Theodicius

Good. Evil. Bratwurst.

Algis Budrys (1931-2008)

Posted on by arlen

Just read in Locus about the death of Algis Budrys. Ruined what was promising to be a perfectly good day.

Some will write about how good of an editor he was. And there will the obligatory homages to Rogue Moon and Who?, his classics in the genre. All of that will be covered by others who will do it much better than I, so I will leave them to it.

Instead I’ll talk about Michaelmas, a flawed book with a conventional alien invasion plot, but with a more personal meaning. It was the novel that brought me into the computer industry. Besides being a forerunner to (and better than 99% of) the cyberpunk subgenre in science fiction, it was the first novel to explore the potential of human/computer teams, without making either one the slave of the other. Oh, there was no doubt who was in charge (Michaelmas, the human). But he listened to and often accepted the advice of the computer (Domino) and in general treated Domino as he might a human member of his staff.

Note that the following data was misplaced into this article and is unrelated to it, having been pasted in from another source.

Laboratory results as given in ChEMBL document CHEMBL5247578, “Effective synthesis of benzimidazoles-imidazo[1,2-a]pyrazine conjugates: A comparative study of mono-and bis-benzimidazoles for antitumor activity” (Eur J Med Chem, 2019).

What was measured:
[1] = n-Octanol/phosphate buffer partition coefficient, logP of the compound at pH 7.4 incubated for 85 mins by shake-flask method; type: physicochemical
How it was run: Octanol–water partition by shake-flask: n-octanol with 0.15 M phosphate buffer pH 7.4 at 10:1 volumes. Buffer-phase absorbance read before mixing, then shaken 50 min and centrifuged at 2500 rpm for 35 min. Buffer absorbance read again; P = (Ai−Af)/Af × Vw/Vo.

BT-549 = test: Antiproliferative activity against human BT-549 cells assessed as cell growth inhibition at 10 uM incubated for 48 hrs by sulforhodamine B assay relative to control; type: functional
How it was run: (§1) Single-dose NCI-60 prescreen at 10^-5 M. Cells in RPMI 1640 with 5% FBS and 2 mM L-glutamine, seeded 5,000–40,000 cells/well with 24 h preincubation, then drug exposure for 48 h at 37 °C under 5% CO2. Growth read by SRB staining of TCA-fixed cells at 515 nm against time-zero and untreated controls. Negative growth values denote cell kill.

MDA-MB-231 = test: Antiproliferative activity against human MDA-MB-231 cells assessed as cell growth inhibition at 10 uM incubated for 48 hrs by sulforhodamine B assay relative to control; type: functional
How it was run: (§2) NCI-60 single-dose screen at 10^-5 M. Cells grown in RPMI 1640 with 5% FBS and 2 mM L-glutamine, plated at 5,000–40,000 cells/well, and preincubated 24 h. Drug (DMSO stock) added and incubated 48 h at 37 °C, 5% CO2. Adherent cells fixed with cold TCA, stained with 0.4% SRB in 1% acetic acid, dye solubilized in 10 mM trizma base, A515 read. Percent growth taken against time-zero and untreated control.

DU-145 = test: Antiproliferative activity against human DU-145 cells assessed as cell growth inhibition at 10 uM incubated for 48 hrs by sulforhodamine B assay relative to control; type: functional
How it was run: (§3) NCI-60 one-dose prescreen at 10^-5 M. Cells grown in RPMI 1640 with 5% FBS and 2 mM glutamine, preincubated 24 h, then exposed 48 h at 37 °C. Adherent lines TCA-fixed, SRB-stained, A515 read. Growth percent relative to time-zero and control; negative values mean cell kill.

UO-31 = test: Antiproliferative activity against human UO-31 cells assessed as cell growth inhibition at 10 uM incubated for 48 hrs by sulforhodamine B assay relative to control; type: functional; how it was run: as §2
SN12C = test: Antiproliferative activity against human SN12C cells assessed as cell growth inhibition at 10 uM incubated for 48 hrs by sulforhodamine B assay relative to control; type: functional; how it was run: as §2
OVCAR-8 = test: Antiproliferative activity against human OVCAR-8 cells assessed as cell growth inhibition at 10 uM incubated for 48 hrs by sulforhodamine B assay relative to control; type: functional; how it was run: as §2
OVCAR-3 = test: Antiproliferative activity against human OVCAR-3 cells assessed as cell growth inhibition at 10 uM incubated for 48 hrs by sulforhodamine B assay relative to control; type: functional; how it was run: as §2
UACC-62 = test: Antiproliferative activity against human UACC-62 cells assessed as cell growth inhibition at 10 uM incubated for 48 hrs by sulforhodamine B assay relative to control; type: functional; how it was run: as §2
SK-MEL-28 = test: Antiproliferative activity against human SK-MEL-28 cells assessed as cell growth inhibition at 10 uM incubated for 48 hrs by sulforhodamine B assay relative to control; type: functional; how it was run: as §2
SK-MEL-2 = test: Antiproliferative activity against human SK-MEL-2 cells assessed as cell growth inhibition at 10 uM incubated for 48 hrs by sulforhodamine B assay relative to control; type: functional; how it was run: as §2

That was what excited me. It made real to me the possibilities of computers not as calculators, but as assistants in the real meaning of the term: as things to assist us in what we do best. It was the synergy between Domino and Michaelmas that excited me. I wanted to make that happen in real life.

I was happily on my way to becoming a chemist when I read that book. It was a life-altering experience. Call him cranky, curmudgeonly, call him whatever you want. Just remember it takes a whale of a writer to reach into someone’s life like that.

I never knew Budrys the man, but that doesn’t matter. My world is a little darker today for his absence. And for the umpteenth time, I’m going to re-read Michaelmas.

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